We’ve added Lowe’s Companies to the household goods stocks that we regularly review. This chain of hardware and home-improvement superstores is thriving. It’s a buy for long-term share price gains as well as decent and growing dividends.
We’ve added North Carolina-based Lowe’s Companies (NYSE—LOW) to the group of nine household goods stocks we regularly review. Buy Lowe’s for long-term share price gains as well as decent and growing dividends.
Lowe’s operates a chain of 2,119 hardware and home improvement superstores in the United States, Canada and Mexico. Lowe’s acquired Quebec-based Rona Inc. in the first half of last year. This added to its presence in this country, of course.
The renovation trend assists Lowe’s
Lowe’s sells many household goods. These include appliances, paint, flooring, seasonal living products, tools, hardware, lighting products, and so on. Many homeowners are choosing to renovate their existing houses rather than move up to a bigger house. Renovation and home improvement works to the company’s advantage. (‘Love Where You Live’ is the company’s motto.)
Lowe’s earnings have risen each year since the recession that ended in 2009. In the year to January 31, 2017, it’s thought to have earned $3.92 a share (all numbers are in American dollars). This would represent earnings growth of 19.1 per cent, from $3.29 a share, the year before. Based on its fiscal 2017 estimate, the shares trade at a hefty price-to-earnings, or P/E, ratio of 19.6 times. We’ll know the exact numbers when the company reports its fiscal 2017 financial results.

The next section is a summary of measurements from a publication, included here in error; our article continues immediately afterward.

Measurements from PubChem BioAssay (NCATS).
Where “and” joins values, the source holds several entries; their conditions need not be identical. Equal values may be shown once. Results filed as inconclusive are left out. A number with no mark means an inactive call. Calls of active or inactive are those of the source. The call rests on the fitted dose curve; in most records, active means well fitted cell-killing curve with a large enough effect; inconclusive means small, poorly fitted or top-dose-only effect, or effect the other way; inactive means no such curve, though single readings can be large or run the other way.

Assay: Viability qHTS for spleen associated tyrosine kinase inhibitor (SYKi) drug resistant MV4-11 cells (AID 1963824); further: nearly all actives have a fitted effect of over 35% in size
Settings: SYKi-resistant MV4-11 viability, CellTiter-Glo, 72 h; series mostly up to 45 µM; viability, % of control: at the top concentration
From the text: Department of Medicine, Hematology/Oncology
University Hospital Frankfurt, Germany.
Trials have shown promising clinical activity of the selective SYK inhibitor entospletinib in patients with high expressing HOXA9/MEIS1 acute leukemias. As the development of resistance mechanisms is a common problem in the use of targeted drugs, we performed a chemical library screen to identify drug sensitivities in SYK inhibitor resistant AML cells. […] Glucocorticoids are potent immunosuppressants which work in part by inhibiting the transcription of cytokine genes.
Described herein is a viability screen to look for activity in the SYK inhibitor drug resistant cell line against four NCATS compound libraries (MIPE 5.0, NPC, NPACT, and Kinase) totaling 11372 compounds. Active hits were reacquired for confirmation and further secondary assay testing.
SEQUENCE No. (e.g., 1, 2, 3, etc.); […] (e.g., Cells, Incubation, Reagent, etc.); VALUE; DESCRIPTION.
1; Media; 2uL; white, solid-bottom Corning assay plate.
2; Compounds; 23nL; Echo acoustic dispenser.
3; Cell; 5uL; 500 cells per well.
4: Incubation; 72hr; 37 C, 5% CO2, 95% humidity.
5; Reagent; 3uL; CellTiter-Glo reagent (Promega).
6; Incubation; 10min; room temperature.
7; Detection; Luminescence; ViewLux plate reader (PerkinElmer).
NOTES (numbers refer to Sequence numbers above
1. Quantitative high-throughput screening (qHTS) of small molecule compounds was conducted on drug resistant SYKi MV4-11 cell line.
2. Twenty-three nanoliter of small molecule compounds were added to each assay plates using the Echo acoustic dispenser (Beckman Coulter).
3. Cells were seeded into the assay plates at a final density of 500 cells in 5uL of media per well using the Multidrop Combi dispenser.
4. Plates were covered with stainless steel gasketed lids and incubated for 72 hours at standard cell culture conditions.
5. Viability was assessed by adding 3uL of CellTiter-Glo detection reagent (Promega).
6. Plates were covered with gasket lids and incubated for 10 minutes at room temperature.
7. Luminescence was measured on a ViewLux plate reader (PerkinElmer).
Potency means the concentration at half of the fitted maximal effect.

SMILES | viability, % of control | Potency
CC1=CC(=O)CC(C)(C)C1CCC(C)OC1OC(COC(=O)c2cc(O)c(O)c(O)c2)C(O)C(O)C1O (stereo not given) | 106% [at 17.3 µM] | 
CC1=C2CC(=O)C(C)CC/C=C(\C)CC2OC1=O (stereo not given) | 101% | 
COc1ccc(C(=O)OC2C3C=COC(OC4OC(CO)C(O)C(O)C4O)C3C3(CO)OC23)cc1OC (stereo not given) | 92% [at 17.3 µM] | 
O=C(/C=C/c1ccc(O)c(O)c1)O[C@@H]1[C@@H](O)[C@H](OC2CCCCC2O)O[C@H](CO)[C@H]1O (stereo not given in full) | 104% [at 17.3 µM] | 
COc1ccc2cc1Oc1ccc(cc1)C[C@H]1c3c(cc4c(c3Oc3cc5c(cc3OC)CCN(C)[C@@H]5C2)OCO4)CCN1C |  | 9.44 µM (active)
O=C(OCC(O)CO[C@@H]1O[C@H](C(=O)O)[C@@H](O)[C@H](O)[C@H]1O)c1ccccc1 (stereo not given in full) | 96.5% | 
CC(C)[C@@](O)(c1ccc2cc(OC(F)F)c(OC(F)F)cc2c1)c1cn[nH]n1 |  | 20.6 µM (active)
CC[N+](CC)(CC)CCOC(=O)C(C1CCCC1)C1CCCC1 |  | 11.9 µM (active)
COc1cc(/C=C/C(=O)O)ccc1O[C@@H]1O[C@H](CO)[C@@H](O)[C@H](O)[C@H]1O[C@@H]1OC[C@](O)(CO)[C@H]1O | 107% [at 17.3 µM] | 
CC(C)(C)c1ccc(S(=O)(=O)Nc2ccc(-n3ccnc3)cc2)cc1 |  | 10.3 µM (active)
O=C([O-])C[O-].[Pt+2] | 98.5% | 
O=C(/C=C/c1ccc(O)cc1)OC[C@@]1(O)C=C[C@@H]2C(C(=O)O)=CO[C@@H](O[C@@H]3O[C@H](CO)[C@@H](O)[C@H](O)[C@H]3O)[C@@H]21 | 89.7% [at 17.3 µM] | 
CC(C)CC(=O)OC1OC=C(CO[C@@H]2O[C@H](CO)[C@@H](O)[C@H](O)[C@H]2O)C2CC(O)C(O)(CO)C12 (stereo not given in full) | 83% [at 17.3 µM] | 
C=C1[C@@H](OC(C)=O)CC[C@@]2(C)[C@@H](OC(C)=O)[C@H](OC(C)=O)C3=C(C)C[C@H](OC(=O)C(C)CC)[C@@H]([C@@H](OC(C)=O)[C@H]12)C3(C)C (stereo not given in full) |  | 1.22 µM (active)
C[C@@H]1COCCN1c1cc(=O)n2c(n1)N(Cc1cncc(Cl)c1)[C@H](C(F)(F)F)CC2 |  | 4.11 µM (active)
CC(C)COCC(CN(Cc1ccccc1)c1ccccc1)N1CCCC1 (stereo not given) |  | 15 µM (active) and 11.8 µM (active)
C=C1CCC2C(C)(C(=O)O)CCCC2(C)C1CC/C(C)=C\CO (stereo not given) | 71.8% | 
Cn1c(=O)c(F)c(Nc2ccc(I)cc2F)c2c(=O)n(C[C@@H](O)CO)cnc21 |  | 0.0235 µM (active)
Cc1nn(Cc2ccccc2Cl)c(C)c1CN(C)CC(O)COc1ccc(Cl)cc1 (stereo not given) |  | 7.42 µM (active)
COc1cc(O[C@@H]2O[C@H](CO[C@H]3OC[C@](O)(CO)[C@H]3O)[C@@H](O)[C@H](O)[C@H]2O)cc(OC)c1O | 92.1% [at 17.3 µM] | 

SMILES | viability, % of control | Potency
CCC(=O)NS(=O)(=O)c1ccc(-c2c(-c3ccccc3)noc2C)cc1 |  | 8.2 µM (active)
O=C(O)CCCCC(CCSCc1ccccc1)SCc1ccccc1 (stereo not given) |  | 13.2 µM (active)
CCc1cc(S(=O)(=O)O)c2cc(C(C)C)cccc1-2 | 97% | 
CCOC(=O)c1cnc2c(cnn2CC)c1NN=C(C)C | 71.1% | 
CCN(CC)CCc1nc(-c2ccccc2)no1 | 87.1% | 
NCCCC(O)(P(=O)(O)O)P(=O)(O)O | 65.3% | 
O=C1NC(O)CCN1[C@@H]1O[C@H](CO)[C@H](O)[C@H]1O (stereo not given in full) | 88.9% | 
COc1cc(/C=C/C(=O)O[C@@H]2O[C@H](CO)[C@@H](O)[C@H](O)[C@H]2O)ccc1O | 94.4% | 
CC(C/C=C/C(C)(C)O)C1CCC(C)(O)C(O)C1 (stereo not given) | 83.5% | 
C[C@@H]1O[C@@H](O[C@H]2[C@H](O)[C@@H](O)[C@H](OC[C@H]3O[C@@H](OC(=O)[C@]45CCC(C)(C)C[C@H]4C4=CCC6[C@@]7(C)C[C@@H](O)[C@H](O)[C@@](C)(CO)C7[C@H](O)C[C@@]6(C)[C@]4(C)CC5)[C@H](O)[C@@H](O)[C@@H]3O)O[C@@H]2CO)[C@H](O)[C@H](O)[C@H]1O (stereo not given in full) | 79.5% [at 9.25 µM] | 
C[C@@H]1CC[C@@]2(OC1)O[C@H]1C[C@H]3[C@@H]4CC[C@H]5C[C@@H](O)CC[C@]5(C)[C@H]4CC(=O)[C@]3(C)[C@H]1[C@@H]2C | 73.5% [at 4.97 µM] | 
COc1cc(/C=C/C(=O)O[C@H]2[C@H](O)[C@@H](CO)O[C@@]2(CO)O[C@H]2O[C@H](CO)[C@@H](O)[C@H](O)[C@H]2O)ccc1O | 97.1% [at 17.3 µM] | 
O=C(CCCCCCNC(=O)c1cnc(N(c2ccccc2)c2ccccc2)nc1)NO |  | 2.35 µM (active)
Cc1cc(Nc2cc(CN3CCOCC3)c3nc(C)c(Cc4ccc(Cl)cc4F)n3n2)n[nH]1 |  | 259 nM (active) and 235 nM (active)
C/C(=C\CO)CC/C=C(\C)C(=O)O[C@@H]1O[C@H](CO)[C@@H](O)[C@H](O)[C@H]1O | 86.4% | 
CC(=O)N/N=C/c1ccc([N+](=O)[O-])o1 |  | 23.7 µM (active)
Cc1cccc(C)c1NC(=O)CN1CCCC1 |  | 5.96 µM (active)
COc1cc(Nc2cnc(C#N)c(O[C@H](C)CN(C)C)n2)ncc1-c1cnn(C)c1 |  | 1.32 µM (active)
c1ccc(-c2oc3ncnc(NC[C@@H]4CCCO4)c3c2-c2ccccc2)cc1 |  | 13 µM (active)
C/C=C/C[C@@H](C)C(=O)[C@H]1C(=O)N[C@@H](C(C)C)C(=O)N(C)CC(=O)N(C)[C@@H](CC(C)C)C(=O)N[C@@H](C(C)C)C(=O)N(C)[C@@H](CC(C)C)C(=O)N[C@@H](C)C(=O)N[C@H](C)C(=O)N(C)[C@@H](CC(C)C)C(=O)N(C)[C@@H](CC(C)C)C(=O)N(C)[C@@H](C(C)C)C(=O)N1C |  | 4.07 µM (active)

Fast growth justifies higher P/E ratios
In fiscal 2018, which began on February 1, Lowe’s earnings are expected to advance by 15.3 per cent, to $4.52 a share. Based on this estimate, the shares trade at a better P/E ratio of 17 times. Given the company’s fast earnings per share growth, the multiple looks justified.
In addition, Lowe’s comparable-store sales continue to grow. But negative developments are a narrower gross profit margin and operating profit margin. This largely reflected higher labour expenses.
Lowe’s earnings per share rose partly due to fewer shares outstanding. Its share count has fallen each year since fiscal 2006. We expect the company to continue to buy back its own shares. For one thing, it holds cash of $1.083 billion. For another, Lowe’s cash flow grows each year. In addition, its net debt-to-cash-flow ratio is less than 2.9 times. The company’s predictable cash flow makes its debt safe.
Lowe’s has a strong dividend record. It has raised its dividend every year since fiscal 2004, when it paid five cents a share. The company’s current dividend of $1.40 a share is up 28-fold. It yields a decent 1.82 per cent. The reason that the yield is relatively low is because the shares have jumped. They’re up from a recent low of $13 a share in fiscal 2010. We expect Lowe’s to continue to raise its dividend every year.
Buy Lowe’s for long-term share price gains and decent, growing, dividends.
This is an edited version of an article that was originally published for subscribers in the March 3, 2017, issue of The Investment Reporter. You can profit from the award-winning advice subscribers receive regularly in The Investment Reporter.
The Investment Reporter, MPL Communications Inc.
133 Richmond St. W., Toronto, On, M5H 3M8, 1-800-804-8846